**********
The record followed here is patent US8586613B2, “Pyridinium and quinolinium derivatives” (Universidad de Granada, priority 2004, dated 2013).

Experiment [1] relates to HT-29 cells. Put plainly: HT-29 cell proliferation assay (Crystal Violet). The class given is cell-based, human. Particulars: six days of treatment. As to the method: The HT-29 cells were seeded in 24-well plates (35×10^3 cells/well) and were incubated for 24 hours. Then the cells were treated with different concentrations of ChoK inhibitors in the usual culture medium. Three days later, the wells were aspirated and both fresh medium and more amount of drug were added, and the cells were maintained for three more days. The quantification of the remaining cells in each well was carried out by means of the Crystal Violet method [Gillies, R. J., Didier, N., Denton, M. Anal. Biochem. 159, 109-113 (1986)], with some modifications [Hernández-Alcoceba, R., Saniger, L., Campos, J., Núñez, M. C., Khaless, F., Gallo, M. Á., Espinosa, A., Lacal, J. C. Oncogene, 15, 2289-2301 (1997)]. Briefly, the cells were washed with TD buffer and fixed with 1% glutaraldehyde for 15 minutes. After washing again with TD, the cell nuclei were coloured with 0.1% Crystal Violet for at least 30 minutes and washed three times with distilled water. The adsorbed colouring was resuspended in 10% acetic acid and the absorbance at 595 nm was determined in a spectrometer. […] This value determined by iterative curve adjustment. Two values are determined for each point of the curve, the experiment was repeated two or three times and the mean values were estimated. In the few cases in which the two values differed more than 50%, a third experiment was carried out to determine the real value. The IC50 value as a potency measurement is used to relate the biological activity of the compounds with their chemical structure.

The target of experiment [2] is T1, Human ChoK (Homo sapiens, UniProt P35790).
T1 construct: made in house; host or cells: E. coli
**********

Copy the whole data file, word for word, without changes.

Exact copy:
The record followed here is patent US8586613B2, “Pyridinium and quinolinium derivatives” (Universidad de Granada, priority 2004, dated 2013).

Experiment [1] relates to HT-29 cells. Put plainly: HT-29 cell proliferation assay (Crystal Violet). The class given is cell-based, human. Particulars: six days of treatment. As to the method: The HT-29 cells were seeded in 24-well plates (35×10^3 cells/well) and were incubated for 24 hours. Then the cells were treated with different concentrations of ChoK inhibitors in the usual culture medium. Three days later, the wells were aspirated and both fresh medium and more amount of drug were added, and the cells were maintained for three more days. The quantification of the remaining cells in each well was carried out by means of the Crystal Violet method [Gillies, R. J., Didier, N., Denton, M. Anal. Biochem. 159, 109-113 (1986)], with some modifications [Hernández-Alcoceba, R., Saniger, L., Campos, J., Núñez, M. C., Khaless, F., Gallo, M. Á., Espinosa, A., Lacal, J. C. Oncogene, 15, 2289-2301 (1997)]. Briefly, the cells were washed with TD buffer and fixed with 1% glutaraldehyde for 15 minutes. After washing again with TD, the cell nuclei were coloured with 0.1% Crystal Violet for at least 30 minutes and washed three times with distilled water. The adsorbed colouring was resuspended in 10% acetic acid and the absorbance at 595 nm was determined in a spectrometer. […] This value determined by iterative curve adjustment. Two values are determined for each point of the curve, the experiment was repeated two or three times and the mean values were estimated. In the few cases in which the two values differed more than 50%, a third experiment was carried out to determine the real value. The IC50 value as a potency measurement is used to relate the biological activity of the compounds with their chemical structure.

The target of experiment [2] is T1, Human ChoK (Homo sapiens, UniProt P35790).
T1 construct: made in house; host or cells: E. coli